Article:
to 88 months (mean, 28.9 months). Levels of PSA, liver function
tests, and symptoms were evaluated. Table
1 relates the PSA level at the initiation of drug therapy in
each patient, and Table 2 shows
the correlation of initial PSA with nadir time.
Of the 73 patients, 45 achieved a nadir PSA of < 0.2 ng/mL for an
average of 2.5 years. Side effects were minimal and consisted mainly
of breast tenderness (71%), breast enlargement (60%), and nipple
tenderness (33%). All of the patients who were potent prior to the
therapy remained potent during the therapy, and only two patients had
severe side effects resulting in their removal from the study.
Thus, this novel combination appears to be active in patients with a
rising PSA following the failure of local therapy. However, further
studies are indicated.
Dr. Moul mentions the Medical Research Council (MRC) study, which
seems to support the value of early hormonal therapy in patients with
asymptomatic T3 or metastatic disease. Whether this is also true of
patients with a rising PSA after failed local therapy remains
unknown. However, we recognize that as prostate cancer continues to
grow, its genetic hetero-geneity increases, which lessens its
responsiveness to hormonal and other therapies. Whether early therapy
results in an improvement in survival remains unknown.
If a patient has a rising PSA after radical prostatectomy, my initial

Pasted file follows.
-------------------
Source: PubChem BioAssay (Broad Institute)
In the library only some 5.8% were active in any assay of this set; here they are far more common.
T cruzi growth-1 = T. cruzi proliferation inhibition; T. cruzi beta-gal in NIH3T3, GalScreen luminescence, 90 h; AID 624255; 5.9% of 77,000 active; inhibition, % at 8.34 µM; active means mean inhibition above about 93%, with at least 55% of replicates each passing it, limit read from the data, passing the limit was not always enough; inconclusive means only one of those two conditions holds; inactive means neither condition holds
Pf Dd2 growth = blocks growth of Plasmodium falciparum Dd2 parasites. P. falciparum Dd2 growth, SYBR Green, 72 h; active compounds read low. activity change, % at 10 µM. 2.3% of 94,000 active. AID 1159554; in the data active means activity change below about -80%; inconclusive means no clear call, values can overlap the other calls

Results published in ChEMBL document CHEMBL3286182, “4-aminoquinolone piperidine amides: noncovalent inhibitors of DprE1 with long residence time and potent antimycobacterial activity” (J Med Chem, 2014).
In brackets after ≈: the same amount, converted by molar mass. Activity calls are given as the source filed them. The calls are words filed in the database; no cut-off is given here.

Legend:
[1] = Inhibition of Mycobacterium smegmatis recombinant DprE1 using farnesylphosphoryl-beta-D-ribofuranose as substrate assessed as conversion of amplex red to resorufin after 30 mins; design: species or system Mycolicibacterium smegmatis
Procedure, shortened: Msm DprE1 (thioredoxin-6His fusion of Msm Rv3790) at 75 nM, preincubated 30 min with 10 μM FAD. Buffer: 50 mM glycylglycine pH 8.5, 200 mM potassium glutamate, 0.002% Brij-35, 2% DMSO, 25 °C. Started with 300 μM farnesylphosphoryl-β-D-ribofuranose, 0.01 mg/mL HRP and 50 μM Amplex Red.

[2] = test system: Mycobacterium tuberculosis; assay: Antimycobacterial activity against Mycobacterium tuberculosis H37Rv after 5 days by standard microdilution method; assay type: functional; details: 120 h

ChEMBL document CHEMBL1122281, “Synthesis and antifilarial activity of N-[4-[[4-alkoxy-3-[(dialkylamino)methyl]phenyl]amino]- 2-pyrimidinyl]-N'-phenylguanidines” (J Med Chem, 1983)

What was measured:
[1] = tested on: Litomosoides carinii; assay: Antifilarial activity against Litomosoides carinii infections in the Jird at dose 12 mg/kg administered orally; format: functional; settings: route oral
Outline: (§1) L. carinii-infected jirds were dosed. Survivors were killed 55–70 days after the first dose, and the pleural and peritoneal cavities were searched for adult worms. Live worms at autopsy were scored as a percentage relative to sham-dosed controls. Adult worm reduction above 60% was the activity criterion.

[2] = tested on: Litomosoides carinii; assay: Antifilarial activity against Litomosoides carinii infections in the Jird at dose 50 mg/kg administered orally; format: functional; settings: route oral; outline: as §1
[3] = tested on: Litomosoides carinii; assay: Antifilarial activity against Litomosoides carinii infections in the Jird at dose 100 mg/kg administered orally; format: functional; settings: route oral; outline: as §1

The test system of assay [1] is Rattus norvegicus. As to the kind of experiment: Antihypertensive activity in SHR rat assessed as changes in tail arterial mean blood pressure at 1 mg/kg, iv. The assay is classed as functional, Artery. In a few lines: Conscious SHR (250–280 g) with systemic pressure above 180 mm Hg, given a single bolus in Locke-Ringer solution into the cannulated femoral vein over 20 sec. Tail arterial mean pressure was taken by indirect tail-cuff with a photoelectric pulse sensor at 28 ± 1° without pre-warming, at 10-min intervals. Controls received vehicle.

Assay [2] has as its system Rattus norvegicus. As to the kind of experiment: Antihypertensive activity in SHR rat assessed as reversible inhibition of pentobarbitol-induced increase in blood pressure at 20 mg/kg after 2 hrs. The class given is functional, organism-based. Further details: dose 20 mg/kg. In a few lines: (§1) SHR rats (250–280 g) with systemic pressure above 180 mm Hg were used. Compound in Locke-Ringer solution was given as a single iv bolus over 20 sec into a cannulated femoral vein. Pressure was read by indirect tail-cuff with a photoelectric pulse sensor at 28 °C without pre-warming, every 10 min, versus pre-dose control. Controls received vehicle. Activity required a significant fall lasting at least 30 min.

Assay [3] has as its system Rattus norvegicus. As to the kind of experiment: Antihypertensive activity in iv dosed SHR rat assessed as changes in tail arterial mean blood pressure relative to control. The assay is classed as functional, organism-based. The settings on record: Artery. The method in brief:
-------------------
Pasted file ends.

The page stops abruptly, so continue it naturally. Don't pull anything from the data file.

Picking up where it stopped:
approach is to treat him early with radiation therapy to the
prostatic bed. If that fails to result in an undetectable PSA, I
institute early hormonal therapy or try to place the patient on a
If a patient does not respond to radiation therapy as the primary
treatment for his cancer, I carefully review his initial presentation
to determine whether he is a candidate for radical prostatectomy and,
in fact, has a radioresistant or recurrent tumor. Biopsy and intense
evaluation for metastatic disease, including bone and Prostacint
scans, are indicated if the patient is being considered for a salvage prostatectomy.
Cryotherapy may be an option in such patients. The value of early
hormonal therapy is questionable, although I personally believe it is
valuable. However, clinical trials are direly needed to ascertain
whether such therapy has an impact on survival.
In conclusion, Dr. Moul is to be congratulated for providing such a
concise, provocative review of a difficult topic.
1. Blumenstein B, Crawford ED: Rising PSA after failed local therapy,
the most common presentation of advanced prostate cancer. Urology
2. Willet CG, Zietman AL, Shiples WU: The effect of pelvic radiation
on serum levels of prostate specific antigen. J Urol 151:1579, 1994.
3. Gar MK, Tekyi-Mensam S, Bolton S, et al: Impact of
postprostatectomy prostate-specific antigen made on outcomes
following salvage radiotherapy. Urology 51(6):998-1002, 1998.